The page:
With Ryan Adams’ 13th studio album, Ashes and Fire, the only fire that listeners will encounter is the slow and steady burn of flames in a cozy fireplace. Adams has returned to the most basic forms of music and has presented an album dominated by stripped-down acoustic songs.
Ashes and Fire is not a particularly unique or groundbreaking album, but its mellow nature makes it perfect for a low-key night in. Even though many of the songs talk about heartbreak and pain, Adams’ heartfelt voice offers a feeling of ease. Through his simplistic melodies, listeners are engulfed in a calming mood of contentment.
With such a prominent overarching mood to the album, there can be some difficulty in differentiating the songs. The album opens with “Dirty Rain,” a heavily acoustic song that sets that pace for the rest of the album. The most upbeat song follows with “Ashes and Fire,” offering just enough of the unexpected to prevent the album from becoming too boring. For the rest of the album, there is some fluctuation between the songs, but for the most part their moods generally hover around soft and mellow.
Even though the guitar is the primary instrument in all of the songs on the album, there seems to be a lack of solos that truly highlight the instrument. The guitar stays in the background and is rarely anything more than an accompaniment to Adams’ voice. However, something that becomes noticeable, particularly toward the second half of the album, is the blending of voices. Adams doesn’t have a stellar voice or great range, but his ability to convey emotion is perfectly paralleled by that of his background singers. With her soft wispy voice complementing Adams’s stronger voice, Norah Jones is featured on several songs on the album such as “Kindness” and “Save Me” — the latter is arguably the rawest-sounding song on the album, and it also features Mandy Moore, Adams’ wife.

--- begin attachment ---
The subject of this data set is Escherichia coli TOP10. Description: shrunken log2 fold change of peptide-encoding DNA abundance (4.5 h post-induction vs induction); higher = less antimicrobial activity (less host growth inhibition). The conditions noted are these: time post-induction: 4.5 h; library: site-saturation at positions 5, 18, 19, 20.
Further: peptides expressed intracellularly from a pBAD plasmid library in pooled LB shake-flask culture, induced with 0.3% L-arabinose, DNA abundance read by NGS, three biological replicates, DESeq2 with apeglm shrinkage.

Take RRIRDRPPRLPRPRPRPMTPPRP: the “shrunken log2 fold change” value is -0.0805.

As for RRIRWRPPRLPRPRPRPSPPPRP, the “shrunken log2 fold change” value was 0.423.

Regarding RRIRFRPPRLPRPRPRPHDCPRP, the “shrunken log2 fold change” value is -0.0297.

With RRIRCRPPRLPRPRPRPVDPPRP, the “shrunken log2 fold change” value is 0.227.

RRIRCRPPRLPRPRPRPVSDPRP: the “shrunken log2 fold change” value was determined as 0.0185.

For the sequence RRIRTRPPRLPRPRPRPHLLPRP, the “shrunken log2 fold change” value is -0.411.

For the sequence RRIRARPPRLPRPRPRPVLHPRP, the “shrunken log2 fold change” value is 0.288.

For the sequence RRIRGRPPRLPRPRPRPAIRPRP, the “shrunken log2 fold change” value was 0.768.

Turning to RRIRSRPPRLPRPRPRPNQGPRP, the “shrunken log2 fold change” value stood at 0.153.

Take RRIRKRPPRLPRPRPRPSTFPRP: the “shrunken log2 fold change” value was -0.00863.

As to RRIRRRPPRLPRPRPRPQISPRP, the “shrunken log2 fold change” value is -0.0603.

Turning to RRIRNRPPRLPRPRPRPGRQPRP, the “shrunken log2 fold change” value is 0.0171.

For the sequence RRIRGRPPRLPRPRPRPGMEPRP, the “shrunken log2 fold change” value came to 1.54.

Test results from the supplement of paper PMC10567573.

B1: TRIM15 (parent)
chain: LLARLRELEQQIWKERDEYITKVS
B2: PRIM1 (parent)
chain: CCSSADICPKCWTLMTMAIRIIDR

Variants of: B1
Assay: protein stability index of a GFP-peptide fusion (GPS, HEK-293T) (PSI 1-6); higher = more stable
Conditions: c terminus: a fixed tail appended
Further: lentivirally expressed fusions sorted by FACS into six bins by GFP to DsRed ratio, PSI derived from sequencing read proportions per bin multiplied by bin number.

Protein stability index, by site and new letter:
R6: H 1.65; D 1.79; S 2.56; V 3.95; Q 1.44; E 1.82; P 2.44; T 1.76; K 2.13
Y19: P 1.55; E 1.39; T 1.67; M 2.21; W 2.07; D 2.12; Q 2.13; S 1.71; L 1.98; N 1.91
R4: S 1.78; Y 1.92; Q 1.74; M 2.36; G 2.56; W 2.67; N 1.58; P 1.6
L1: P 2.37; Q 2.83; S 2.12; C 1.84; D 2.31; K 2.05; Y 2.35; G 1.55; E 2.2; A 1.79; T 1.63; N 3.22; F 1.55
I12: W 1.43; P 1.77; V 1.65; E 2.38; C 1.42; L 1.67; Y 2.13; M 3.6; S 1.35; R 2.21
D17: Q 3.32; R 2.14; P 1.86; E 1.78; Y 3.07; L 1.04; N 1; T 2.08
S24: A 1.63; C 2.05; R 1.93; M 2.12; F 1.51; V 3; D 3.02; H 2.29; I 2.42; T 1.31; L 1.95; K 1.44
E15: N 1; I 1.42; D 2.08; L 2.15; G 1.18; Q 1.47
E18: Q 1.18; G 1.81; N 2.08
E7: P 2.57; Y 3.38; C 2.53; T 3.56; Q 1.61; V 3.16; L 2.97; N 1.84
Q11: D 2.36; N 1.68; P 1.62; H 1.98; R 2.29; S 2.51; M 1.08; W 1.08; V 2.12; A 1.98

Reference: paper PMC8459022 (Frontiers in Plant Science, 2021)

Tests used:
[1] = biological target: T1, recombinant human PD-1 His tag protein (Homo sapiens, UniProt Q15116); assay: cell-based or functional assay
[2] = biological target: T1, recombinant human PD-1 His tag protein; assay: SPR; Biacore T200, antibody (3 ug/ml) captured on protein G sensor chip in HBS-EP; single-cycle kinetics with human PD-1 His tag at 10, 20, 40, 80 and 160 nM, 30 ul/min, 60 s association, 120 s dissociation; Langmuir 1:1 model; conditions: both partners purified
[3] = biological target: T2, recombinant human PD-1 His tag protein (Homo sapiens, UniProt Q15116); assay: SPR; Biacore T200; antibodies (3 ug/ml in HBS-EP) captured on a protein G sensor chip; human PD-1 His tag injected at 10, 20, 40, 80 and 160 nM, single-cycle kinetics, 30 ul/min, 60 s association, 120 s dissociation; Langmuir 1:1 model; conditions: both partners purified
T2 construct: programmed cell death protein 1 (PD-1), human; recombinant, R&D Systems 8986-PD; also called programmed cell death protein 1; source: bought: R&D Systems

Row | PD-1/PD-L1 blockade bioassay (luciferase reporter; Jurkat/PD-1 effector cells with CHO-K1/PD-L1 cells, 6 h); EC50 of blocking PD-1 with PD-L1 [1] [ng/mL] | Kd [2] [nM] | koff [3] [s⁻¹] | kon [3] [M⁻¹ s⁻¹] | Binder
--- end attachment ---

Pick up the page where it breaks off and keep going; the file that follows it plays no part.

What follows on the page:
Ashes and Fire is undoubtedly more of a personal album than one of mass appeal. However, precisely because of this, it becomes something unique that can be appreciated by many listeners. Despite the fact that many of the songs have a dark and depressing tone, the underlying truth demonstrated by Adams is the fact that love can be the savior. He has been inspired by this newfound love which serves as the basis of Ashes and Fire.
Adams reminds us to step back from the hustle and bustle of the world, to slow down and take in the moment as it is. At the end of a stressful day, listening to Ashes and Fire is a great way to unwind. You can enjoy this simpler style of music and in doing so maybe even forget some of the more complicated aspects of life.